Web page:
If someone is injured as a result of your negligence or other wrongful conduct, there are a number of things you need to keep in mind—partly to protect your legal and financial interests, and partly so as not to make a bad situation worse. Whether you're on the other side of an insurance claim or a personal injury lawsuit, let's look at some dos and don'ts when you could be deemed at fault for an accident.
DO contact the police. Especially after a car accident, but also after allegations of intentional harm like assault, it's important to contact the police so that they can come to the scene and take statements from all the parties involved, and speak to any witnesses. Having a police report will also help if, later, the plaintiff exaggerates or changes his or her story. (Obviously with certain kinds of accidents, like a slip and fall, law enforcement shouldn't be notified, and won't get involved.)
DO cooperate with all law enforcement and emergency responders. Do not get in their way. Doing so can only make matters worse—aggravating any injuries you might be on the hook for causing, or just making you look bad.
DO exchange information with everyone involved in the accident. Write down the name, phone number, and email address of all people involved. If this is a car accident, be sure to get the other party's insurance information and license plate number as well. If there are any witnesses, be sure to get their contact information as well.
DO take photographs. Take pictures of any damage caused by the accident, as well as any injuries, if possible. Also be sure to take pictures of the surrounding area. Take as many pictures as you can, from as many different angles as you can.
DO seek medical attention. If you suspect that you are injured as well, seek immediate medical treatment, not only to protect your health, but also to protect any claim you might have against others involved in the accident, or any insurance claim you might end up filing over the incident.
DO report the injury to your insurance company. Contact your health, homeowner's, or automobile insurance companies, whichever policy might offer coverage for the underlying incident (and any claim that might be filed). Failure to notify your insurer of a "covered event" in a timely manner can result in denial of a claim or even cancellation of coverage. Learn more about contacting your insurance company after an accident.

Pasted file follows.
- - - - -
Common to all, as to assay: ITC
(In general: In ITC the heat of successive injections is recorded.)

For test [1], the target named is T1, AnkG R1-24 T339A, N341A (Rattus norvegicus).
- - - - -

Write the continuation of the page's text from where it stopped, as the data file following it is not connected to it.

DO consider contacting an attorney. Think about contacting an experienced personal injury attorney if you've been sued, especially if your insurance company isn't defending the case against you. An experienced attorney will protect your rights and help guide you through the process.
DON'T leave the scene of the accident. Stay at the scene until you have exchanged information with the other party, or the police allow you to leave.
DON'T move your vehicle. If a vehicle is involved, only move it if it is creating a safety hazard or you are required to do so by law.
DON'T throw away or hide any evidence. Anything that may be relevant to the accident or injury must be preserved.
DON'T discuss the accident with anyone. After the accident, do not discuss the details with anyone, including the other party's attorney and any insurance company representative (including your own!). Do not apologize to the other party, since this might be construed as evidence of fault. If you have an attorney, don't speak with an insurance company representative—either yours or that of the other party. Let the attorney handle it. If you don't have an attorney, be very careful what you say. Get tips for the first call with an insurance adjuster after an accident.